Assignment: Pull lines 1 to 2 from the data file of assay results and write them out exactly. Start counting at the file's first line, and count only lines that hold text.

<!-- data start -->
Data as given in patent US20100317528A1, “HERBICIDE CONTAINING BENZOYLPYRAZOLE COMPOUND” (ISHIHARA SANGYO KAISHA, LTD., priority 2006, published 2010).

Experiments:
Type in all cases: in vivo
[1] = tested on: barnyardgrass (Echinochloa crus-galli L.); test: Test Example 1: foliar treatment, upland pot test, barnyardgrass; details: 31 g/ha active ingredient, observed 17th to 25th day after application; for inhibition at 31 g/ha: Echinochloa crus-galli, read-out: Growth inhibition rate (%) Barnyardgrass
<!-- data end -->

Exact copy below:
Data as given in patent US20100317528A1, “HERBICIDE CONTAINING BENZOYLPYRAZOLE COMPOUND” (ISHIHARA SANGYO KAISHA, LTD., priority 2006, published 2010).

Experiments: